Chinese Government Must Respect Freedoms of Assembly, Expression
(Chinese Human RightsDefenders, February 21, 2010) – After anonymouscalls for protests in support of pro-democracymovements in the Middle East andprotection for human rights appeared online in thepast week, Chinese officialsresponded with a sweeping crackdown on human rightsactivists, lawyers, anddissidents across the country. The whereabouts of atleast six human rightsdefenders, last seen being taken away by police,remain unknown. Authoritiesalso raided the residences of at least eight activistsand lawyers,confiscating laptops, computers, cell phones, andbooks. More than 100individuals reported that they were questioned,threatened, or had theirmovements restricted by police in recent days.Additionally, CHRD has learnedthat lawyer Liu Shihui (刘士辉) was severelybeaten by unidentified men on his way to ademonstration in Guangzhou. “The government's swiftreaction to nip these protests in the buddemonstrates once again the extent to which it fearsits own citizens,” saidRenee Xia, CHRD’s International Director. “The leadersin China should havelearned their lesson from the recent uprisings in theMiddle East: denyingpeople a public outlet to voice their discontent oversocial injustices,corruption, and rights abuses is a recipe for unrestand instability sooner orlater.” CHRD has documented over 100reports of activists whose movements wererestricted ahead of February 20, the date proposed inan online posting callingfor “Jasmine Revolution” protests in 13 Chinesecities. These activists weresummoned for questioning, taken to police stations,subjected to “softdetention” at home, or forced to “travel” away fromtheir homes. Many moreactivists and netizens across the country werequestioned by the police andwarned against leaving home on Sunday. CHRD has confirmedthe following six cases of activists and lawyerswhose whereabouts are currently unknown:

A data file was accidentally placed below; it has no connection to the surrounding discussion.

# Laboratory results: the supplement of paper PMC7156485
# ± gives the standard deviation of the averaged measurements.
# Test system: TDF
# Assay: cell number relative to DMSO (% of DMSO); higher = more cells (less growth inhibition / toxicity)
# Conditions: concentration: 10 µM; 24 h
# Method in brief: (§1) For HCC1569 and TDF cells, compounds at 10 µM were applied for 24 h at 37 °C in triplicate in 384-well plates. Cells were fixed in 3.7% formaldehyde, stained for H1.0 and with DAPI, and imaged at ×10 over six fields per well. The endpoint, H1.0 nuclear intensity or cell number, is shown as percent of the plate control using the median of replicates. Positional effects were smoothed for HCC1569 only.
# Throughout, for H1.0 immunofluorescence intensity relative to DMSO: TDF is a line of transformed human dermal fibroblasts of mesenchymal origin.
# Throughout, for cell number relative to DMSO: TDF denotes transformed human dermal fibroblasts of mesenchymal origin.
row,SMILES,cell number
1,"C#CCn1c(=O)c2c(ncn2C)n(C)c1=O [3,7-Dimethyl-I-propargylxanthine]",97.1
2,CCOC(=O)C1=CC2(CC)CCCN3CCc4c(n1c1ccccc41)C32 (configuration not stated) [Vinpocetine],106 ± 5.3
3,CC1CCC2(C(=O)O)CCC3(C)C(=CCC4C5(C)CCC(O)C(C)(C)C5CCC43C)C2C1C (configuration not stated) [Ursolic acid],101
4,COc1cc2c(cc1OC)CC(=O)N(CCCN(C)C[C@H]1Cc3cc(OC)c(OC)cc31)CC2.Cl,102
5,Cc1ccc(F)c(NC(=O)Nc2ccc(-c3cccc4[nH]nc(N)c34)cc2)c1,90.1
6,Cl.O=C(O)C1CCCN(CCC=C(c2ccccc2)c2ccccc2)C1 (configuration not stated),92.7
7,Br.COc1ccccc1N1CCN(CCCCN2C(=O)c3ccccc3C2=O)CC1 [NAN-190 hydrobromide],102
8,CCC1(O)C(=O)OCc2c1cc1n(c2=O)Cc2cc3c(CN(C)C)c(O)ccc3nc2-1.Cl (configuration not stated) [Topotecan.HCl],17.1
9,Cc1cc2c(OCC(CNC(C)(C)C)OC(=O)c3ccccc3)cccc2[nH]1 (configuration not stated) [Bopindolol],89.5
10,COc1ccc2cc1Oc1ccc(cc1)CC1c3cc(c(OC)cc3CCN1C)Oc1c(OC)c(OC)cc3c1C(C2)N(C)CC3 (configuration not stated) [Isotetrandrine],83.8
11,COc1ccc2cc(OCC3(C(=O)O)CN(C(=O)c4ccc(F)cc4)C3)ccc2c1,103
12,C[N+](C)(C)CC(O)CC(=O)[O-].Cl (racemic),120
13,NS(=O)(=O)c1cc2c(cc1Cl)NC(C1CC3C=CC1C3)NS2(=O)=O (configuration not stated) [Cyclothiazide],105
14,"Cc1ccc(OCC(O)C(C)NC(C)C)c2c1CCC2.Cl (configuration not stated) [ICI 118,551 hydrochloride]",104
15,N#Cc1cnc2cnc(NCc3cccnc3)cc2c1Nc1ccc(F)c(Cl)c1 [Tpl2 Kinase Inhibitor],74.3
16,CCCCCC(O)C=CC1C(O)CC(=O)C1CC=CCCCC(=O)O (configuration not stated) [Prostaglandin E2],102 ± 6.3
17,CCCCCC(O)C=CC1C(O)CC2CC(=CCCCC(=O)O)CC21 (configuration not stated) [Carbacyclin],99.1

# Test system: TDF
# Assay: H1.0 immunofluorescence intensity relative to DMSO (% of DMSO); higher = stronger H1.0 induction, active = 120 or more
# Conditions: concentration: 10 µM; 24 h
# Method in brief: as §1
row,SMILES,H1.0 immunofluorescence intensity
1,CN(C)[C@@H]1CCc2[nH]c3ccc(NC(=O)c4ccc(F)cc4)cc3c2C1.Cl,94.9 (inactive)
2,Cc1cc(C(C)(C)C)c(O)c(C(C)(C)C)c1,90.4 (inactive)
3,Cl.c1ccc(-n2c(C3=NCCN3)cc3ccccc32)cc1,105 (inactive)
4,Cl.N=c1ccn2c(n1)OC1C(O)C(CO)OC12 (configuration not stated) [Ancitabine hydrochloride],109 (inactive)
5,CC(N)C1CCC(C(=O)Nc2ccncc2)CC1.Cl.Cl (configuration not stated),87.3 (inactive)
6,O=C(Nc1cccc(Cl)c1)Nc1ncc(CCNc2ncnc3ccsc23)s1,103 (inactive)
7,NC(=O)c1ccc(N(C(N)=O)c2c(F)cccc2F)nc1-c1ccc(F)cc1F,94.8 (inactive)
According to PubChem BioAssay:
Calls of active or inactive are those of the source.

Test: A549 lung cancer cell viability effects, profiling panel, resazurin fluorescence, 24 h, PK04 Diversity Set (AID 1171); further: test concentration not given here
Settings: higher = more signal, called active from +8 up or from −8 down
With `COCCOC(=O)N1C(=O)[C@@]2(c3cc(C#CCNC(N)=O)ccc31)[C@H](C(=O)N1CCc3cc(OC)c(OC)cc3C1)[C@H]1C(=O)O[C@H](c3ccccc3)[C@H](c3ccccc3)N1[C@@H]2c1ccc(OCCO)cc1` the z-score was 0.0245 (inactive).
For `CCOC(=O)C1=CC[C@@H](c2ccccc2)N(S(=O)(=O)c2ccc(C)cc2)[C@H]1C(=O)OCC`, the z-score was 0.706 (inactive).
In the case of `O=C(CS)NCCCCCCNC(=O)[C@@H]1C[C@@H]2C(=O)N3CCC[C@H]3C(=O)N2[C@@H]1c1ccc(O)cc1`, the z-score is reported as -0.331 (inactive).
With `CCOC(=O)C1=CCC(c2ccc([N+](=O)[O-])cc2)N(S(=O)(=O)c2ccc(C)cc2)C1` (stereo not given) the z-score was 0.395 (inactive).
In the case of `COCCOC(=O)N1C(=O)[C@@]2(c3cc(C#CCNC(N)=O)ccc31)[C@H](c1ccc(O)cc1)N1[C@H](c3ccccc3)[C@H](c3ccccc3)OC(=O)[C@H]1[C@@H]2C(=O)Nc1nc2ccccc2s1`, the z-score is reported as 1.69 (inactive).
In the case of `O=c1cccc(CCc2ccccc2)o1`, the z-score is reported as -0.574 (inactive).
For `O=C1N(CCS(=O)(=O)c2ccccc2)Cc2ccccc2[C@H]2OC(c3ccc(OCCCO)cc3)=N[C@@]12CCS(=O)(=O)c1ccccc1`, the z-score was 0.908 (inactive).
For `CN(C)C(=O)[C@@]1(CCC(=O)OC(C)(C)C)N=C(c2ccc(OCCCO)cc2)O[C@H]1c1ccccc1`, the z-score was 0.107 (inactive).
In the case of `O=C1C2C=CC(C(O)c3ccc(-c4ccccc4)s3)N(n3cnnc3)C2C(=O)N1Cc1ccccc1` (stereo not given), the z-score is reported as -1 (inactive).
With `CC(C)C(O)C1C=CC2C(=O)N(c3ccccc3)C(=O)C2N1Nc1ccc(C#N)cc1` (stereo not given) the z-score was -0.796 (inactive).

- Tang Jitian (唐吉田): Tang was seized on the evening of February 16 after attending a lunch meeting with a dozen activists to discuss ways in which they might provide assistance to human rights defender Chen Guangcheng (陈光诚) and his family. Tang’s family also reported on February 17 that his home was searched.
- Jiang Tianyong (江天勇): On the afternoon of February 19, Jiang was seized from his brother’s home and driven away by men identified by his family as Beijing policemen. Police returned that evening and confiscated Jiang’s computer.
- Teng Biao (滕彪): Teng went missing after leaving his home to meet with friends on the afternoon of February 19. Reportedly, policemen from the Beijing Public Security Bureau’s National Security Unit searched Teng’s home the next day, confiscating two computers, a printer, articles, books, DVDs and photos of Chen Guangcheng.
- Gu Chuan (古川): Two dozen policemen searched Gu Chuan’s home in Beijing on the afternoon of February 19 and then took him away. The police confiscated two computers, two cell phones and some books. His wife, Li Xinai (李昕艾), has been placed under “soft detention” and cut off from contacting the outside world.